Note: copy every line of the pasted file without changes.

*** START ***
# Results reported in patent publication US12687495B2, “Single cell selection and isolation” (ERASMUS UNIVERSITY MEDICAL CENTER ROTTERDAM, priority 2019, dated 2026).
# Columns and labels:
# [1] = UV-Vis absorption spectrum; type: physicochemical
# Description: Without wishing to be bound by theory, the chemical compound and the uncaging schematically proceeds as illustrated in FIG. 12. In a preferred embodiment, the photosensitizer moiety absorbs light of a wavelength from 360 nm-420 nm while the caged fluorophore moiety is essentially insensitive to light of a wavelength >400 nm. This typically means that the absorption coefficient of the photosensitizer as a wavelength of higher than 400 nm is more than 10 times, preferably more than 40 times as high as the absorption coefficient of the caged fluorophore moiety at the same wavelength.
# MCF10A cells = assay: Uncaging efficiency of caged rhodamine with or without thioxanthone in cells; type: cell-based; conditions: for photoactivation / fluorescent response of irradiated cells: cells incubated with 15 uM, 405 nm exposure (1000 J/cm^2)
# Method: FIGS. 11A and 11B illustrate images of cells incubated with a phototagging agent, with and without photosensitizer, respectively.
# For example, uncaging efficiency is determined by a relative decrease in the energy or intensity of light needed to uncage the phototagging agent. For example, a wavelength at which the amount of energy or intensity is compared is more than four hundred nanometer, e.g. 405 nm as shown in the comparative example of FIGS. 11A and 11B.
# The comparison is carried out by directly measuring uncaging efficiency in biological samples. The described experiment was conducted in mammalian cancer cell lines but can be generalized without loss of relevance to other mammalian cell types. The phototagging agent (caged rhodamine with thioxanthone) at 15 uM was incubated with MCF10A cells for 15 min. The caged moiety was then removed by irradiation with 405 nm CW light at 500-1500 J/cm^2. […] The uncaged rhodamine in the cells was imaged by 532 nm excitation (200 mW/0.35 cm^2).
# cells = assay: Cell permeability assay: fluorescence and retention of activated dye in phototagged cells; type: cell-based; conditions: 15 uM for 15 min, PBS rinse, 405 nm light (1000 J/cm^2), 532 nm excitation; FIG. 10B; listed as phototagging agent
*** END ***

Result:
# Results reported in patent publication US12687495B2, “Single cell selection and isolation” (ERASMUS UNIVERSITY MEDICAL CENTER ROTTERDAM, priority 2019, dated 2026).
# Columns and labels:
# [1] = UV-Vis absorption spectrum; type: physicochemical
# Description: Without wishing to be bound by theory, the chemical compound and the uncaging schematically proceeds as illustrated in FIG. 12. In a preferred embodiment, the photosensitizer moiety absorbs light of a wavelength from 360 nm-420 nm while the caged fluorophore moiety is essentially insensitive to light of a wavelength >400 nm. This typically means that the absorption coefficient of the photosensitizer as a wavelength of higher than 400 nm is more than 10 times, preferably more than 40 times as high as the absorption coefficient of the caged fluorophore moiety at the same wavelength.
# MCF10A cells = assay: Uncaging efficiency of caged rhodamine with or without thioxanthone in cells; type: cell-based; conditions: for photoactivation / fluorescent response of irradiated cells: cells incubated with 15 uM, 405 nm exposure (1000 J/cm^2)
# Method: FIGS. 11A and 11B illustrate images of cells incubated with a phototagging agent, with and without photosensitizer, respectively.
# For example, uncaging efficiency is determined by a relative decrease in the energy or intensity of light needed to uncage the phototagging agent. For example, a wavelength at which the amount of energy or intensity is compared is more than four hundred nanometer, e.g. 405 nm as shown in the comparative example of FIGS. 11A and 11B.
# The comparison is carried out by directly measuring uncaging efficiency in biological samples. The described experiment was conducted in mammalian cancer cell lines but can be generalized without loss of relevance to other mammalian cell types. The phototagging agent (caged rhodamine with thioxanthone) at 15 uM was incubated with MCF10A cells for 15 min. The caged moiety was then removed by irradiation with 405 nm CW light at 500-1500 J/cm^2. […] The uncaged rhodamine in the cells was imaged by 532 nm excitation (200 mW/0.35 cm^2).
# cells = assay: Cell permeability assay: fluorescence and retention of activated dye in phototagged cells; type: cell-based; conditions: 15 uM for 15 min, PBS rinse, 405 nm light (1000 J/cm^2), 532 nm excitation; FIG. 10B; listed as phototagging agent